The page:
The style in which the results were received was of course distinctive and memorable. In the early days of the show the teleprinter was used, but as technology advanced, the computerised vidiprinter was introduced. I am sure that lots of people will remember the late goal flashes and results scrolling on the screen and the weird veep-veep-veep noise that accompanied them. There were also reports from the ground from the likes of Tony Gubba as the matches reached their conclusion. Come on Tony, just when we need you… vlcsnap-00574

A lot of people used to watch to discover the fate of their team and their rivals for that week. One of the most memorable things about the vidiprinter was when a team scored seven or more goals in a game the number was also spelled out. As far as I know, the highest ever score to appear was a Scottish Cup match in December 1984 that finished Stirling Albion 20 (TWENTY) Selkirk 0. vlcsnap-00567

Once enough results had come in it would be time for the classified check. Cue every other comedian having a “why are the results classified if they’re public knowledge?” routine. They would be read out by Len Martin or Tim Gudgin and they could both do that thing where you would know what the result would be just from the tone of their voice. vlcsnap-00569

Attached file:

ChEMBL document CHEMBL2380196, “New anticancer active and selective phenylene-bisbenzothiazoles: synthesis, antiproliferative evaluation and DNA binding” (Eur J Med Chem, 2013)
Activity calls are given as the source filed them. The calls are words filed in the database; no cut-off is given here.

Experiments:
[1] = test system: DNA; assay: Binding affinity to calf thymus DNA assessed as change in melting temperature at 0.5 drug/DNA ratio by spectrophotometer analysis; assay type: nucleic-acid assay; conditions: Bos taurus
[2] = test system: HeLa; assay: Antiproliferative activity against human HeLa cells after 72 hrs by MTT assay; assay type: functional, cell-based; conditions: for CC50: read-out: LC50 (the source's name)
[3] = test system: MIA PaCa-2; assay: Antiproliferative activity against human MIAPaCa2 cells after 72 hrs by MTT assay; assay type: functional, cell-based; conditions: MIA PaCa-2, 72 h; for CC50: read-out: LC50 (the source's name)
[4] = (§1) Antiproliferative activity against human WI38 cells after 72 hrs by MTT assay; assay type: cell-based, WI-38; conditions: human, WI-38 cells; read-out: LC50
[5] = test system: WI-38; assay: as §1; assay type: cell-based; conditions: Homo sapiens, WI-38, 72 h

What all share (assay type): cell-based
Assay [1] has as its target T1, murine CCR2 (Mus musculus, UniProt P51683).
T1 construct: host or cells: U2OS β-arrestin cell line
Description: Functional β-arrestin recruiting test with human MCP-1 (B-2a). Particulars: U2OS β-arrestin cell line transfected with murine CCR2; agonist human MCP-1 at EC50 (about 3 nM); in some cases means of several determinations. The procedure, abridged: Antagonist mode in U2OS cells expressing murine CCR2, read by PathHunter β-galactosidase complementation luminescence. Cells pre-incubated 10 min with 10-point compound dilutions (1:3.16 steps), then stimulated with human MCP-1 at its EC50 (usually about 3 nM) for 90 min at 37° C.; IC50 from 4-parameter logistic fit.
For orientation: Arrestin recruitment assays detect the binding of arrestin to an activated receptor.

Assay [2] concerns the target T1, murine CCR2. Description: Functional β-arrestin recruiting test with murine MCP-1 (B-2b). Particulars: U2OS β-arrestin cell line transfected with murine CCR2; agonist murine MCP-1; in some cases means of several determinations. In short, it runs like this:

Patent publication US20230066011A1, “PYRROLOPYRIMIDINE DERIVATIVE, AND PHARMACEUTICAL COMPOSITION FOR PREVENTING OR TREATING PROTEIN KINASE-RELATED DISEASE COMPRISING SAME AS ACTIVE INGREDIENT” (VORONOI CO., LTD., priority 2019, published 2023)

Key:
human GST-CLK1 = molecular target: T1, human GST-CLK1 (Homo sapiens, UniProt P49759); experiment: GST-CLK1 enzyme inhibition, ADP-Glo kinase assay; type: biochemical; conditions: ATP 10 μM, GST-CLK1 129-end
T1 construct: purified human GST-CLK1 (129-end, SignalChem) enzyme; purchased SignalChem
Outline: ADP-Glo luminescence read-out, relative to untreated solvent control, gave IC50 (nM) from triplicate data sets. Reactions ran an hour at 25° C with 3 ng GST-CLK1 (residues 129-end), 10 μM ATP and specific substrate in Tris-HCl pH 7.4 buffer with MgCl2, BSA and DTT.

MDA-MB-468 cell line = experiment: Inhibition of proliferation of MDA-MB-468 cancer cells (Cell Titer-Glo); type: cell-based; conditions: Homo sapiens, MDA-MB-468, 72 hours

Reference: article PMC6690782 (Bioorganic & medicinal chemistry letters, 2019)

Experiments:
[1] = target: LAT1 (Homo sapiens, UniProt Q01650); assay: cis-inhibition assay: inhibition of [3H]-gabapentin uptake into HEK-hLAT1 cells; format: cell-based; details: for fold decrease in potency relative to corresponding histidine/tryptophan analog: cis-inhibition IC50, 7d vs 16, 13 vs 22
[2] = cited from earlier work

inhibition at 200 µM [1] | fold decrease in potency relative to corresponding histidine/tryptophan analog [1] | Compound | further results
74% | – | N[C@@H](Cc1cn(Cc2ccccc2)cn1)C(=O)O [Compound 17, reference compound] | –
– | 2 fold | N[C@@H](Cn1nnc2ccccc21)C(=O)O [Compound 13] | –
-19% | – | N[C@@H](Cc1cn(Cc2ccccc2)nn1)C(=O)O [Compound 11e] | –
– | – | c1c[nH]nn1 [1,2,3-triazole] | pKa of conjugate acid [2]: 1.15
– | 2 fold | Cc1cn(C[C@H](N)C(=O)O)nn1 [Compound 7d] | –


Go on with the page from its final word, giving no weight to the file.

Then it’s time for a look at the league tables. What with this being near the end of the final season before the Premier League came along in England, there aren’t many games left to play. Will Leeds become the champions? It’s possible. Also featuring in the relegation zone are Luton and Notts County, who did go down, and they haven’t been back in the top flight since. vlcsnap-00570

There would also be a look at the pools news, so get your coupons ready to discover those all-important score draws. The results carried on being reported like this until the end of the 2000-2001 season, at which point Final Score became a programme in its own right and the technology was modernised. After Grandstand ended in 2007, the show continued and can now be watched for the whole afternoon on the red button.